Small Claims Court

Small Claims Court

Small claims court only hears claims for money damages of less than $7,500. Claims for more than $7,500, class actions, or claims for non-monetary relief (an order to do something or to not do something) are barred from small claims court. Oregon Revised Statutes 55.011 to 55.140 set out small claims court procedures.

Advantages of small claims court include lower filing fees, zero attorney fees and a quick judicial process. Disadvantages include being restricted to damages of less than $7,500, not having an attorney to assist you with your case and not being allowed to appeal from a small claims court decision. The Court may allow attorneys to represent persons in small claims court, but I have never seen it happen. An attorney can assist you with completing documents or by providing you with a consultation, however.

Before filing suit in small claims court, you should attempt to resolve the dispute on your own. If such a resolution is not achievable, then filing suit may be your only option. Once you have decided you need to file, you will be required to sign an affidavit stating that you have made “a bona fide effort to collect the claim from the defendant before filing the claim.”

Most counties combine the document initiating a suit (the “complaint”) with the document notifying the defendant of the suit (the “summons”) into a single document (“Claim and Notice of Claim”). You should file suit in the county either where the event at issue took place or where the defendant resides. You will need to obtain the Claim and Notice of Claim form from the small claims department, complete it and file it with the court. As of October 2009, the filing fee for cases from $0 to $1500 is $47.50, and the filing fee for a small claim asking for $1501 to $7500 is $89.50.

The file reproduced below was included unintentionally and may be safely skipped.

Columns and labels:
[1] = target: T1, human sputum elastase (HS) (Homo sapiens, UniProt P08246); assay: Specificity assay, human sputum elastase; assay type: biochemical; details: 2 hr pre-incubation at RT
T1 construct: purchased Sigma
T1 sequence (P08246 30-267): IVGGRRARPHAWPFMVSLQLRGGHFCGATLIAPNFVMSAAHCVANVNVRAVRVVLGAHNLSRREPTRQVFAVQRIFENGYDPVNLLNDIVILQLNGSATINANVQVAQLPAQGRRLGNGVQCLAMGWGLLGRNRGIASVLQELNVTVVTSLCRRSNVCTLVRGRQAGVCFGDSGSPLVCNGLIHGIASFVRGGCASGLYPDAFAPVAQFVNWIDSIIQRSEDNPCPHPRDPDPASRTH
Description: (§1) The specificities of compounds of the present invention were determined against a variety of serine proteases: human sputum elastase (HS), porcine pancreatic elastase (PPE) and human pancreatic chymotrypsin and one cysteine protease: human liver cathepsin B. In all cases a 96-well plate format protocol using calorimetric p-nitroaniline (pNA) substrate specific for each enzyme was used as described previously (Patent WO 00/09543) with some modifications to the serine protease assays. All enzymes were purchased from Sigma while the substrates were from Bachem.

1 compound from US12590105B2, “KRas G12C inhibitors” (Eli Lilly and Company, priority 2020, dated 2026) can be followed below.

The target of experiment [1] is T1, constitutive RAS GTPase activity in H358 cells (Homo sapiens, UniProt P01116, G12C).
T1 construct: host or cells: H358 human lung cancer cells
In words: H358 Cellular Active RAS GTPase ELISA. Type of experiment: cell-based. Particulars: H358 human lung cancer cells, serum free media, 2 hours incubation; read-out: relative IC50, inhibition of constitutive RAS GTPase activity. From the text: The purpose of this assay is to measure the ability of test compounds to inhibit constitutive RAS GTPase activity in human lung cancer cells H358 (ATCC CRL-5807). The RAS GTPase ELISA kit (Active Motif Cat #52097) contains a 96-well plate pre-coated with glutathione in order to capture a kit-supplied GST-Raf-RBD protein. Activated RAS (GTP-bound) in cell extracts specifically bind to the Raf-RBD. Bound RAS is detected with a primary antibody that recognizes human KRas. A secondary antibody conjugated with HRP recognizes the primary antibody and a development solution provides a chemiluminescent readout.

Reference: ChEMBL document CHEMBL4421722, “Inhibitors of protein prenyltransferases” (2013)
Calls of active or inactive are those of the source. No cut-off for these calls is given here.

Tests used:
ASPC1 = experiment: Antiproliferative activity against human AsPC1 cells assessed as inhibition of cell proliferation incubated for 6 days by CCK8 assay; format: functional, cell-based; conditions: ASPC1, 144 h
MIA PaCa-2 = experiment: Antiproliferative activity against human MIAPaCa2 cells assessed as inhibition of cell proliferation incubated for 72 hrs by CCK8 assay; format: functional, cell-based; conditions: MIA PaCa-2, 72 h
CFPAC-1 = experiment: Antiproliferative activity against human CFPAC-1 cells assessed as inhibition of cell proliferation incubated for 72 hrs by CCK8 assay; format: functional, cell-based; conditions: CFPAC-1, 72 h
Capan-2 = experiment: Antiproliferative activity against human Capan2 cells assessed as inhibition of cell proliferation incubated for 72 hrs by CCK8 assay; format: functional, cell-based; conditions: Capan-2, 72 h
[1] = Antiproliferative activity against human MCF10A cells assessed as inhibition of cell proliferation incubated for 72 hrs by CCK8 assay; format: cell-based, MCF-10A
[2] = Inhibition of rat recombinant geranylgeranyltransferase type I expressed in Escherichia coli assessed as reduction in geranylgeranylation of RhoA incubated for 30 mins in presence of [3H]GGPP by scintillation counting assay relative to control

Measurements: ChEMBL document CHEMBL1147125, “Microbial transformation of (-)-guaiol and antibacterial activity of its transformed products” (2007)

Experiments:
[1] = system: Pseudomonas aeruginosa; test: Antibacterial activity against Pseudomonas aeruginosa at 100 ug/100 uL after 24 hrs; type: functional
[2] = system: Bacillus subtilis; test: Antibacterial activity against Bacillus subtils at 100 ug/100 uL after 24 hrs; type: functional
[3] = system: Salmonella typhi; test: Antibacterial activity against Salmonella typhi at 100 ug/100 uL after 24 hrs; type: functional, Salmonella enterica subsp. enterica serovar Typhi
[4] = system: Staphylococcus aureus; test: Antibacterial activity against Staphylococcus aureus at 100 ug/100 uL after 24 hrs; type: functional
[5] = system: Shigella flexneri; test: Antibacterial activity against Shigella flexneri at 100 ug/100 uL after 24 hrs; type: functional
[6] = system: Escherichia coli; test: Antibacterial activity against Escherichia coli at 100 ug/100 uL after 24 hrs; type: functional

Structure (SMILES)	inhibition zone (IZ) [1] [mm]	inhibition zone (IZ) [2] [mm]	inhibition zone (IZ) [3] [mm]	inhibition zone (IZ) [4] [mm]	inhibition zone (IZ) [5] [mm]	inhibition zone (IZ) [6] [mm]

You will need to notify the defendant of the suit. This is accomplished by personally serving a copy of the Claim and Notice of Claim form on the defendant using either the County Sheriff to serve it or a private process server.

A defendant in small claims court has 14 days to respond to the plaintiff’s claim. If the amount being sought in the claim is over $750, the defendant may request a jury trial. If the defendant requests a jury trial, the plaintiff has 20 days to file a formal Complaint and the claim will be removed from small claims to Circuit Court.

If the defendant fails to respond to the claim, the plaintiff should obtain and complete a “Request for Default Judgment” form. The court will enter judgment in favor of the plaintiff, awarding the amount sought in the claim, plus costs. If the defendant fails to respond and the plaintiff does not ask for a default judgment within 90 days, the court will dismiss the case.

If a party is awarded damages, it is that party’s responsibility to collect those damages. The court does not do this. There are several ways to collect damages awarded in a case: through liens on property, bank account garnishments or wage garnishments, for example.

If you lose your case, you will have to pay the winning party’s filing fee and service of process costs. If the defendant has filed a counterclaim you could lose that as well. Therefore, it is a good idea to consult with an attorney to have the your claim evaluated prior to filing in small claims court.